Chad Rex – Here comes a regular
In midtown Kansas City, Chad Rex might not turn many heads. “I’m definitely not a flashy person,” he admits. “Not onstage, or even if I’m walking down the street.”
Still, once he’s onstage — his sleepy eyes framed by the world’s most durable jet-black hornrims, his hair tousled to the point of spikiness — his quiet, solid presence stops drinkers between sips. Rex has the steadiness of a man used to delivering bad news. He knows when to start gently, when to joke…and he knows when to simply let fly.
A native of St. Joseph, Missouri, Rex was a weathered Midwest rock band veteran, including a ten-month stint with “huge Bob Mould freaks” Armchair Martian of Fort Collins, Colorado, when he moved back to Kansas City in 1996. With bassist Jason Magierowski and drummer Matt Brahl, he formed the Victorstands, a tight, slow-burning trio.
Songs To Fix Angels, that band’s new CD, is packed with Rex’s lonely songs. Spare and sad on “Tied Up To Die” or raucous and rowdy on “Blue Memory”, Rex’s songwriting can be both lush and rough-edged. “Build A Rocket”, the album’s most optimistic song, begins with the lines “Somebody’s house is burning down/I believe my song will drown it out.”
Like most artists, Rex is hesitant to describe his music, but while he leans more toward rock than roots, some of his songs clearly are informed by traditional styles. “There’s definitely country music in there; it’s one of my loves,” he acknowledges. “Even some of the Replacements stuff I thought was country, and that’s one of my all-time favorite bands.”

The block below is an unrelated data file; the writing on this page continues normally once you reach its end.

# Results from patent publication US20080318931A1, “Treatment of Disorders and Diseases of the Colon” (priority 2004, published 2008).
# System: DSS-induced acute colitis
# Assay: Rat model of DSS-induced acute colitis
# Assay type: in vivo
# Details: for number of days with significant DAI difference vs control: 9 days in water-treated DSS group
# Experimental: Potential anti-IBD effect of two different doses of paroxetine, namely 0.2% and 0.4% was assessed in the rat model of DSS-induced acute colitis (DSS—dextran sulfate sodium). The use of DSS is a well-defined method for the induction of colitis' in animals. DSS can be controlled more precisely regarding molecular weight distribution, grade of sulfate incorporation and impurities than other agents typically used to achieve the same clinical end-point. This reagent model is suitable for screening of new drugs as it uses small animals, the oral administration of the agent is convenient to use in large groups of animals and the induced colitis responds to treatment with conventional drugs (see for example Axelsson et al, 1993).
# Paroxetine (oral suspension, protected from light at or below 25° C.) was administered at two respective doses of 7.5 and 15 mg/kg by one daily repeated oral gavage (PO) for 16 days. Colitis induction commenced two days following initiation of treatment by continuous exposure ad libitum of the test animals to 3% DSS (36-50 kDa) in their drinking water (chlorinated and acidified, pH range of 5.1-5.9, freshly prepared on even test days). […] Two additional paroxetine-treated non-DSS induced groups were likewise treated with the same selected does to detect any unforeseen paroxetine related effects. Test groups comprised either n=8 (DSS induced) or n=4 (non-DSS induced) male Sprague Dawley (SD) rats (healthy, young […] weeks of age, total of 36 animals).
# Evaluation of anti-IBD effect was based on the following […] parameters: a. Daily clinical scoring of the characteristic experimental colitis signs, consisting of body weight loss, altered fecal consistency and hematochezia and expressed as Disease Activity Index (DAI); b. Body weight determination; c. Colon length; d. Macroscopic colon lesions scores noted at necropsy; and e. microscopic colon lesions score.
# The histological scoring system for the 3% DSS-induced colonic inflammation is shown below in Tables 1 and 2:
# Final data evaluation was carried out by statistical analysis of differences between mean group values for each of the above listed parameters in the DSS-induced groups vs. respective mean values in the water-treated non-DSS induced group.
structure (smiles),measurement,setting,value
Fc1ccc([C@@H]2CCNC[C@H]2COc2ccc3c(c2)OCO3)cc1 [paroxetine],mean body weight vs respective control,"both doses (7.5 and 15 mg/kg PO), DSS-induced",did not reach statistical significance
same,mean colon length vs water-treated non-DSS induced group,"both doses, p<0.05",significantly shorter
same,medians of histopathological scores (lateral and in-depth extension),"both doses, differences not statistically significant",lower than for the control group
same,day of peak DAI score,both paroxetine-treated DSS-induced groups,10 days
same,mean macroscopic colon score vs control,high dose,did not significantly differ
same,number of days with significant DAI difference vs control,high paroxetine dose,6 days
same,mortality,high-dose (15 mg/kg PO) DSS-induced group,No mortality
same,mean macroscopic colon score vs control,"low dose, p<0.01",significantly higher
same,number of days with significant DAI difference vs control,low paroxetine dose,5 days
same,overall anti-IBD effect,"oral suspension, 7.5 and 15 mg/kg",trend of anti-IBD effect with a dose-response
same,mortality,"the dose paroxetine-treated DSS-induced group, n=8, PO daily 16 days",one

Currently between Victorstands lineups, Rex plays solo any time he can, and his newer songs, like the slow, lovely “If I Was Lonely, Too” and “Crushing On You”, further demonstrate his gift for heartbreak songs. “‘Crushing On You’ is one I can’t play all the time because people walk out of the room,” he says, joking. “Basically, it’s just too sad.”
This summer he plans to hit the road again. “It’s too late to turn back now,” he says. “I may be riding on a different car in the train. They’ll put the new, better-looking people in the front and throw me in the back, but I’ll still be there. I’ll still be riding. I might not smell as good as I used to, but I just hope they have a lot of drinks back there.
“Just put me on the bar car,” he muses. “That’s a song in itself right there.”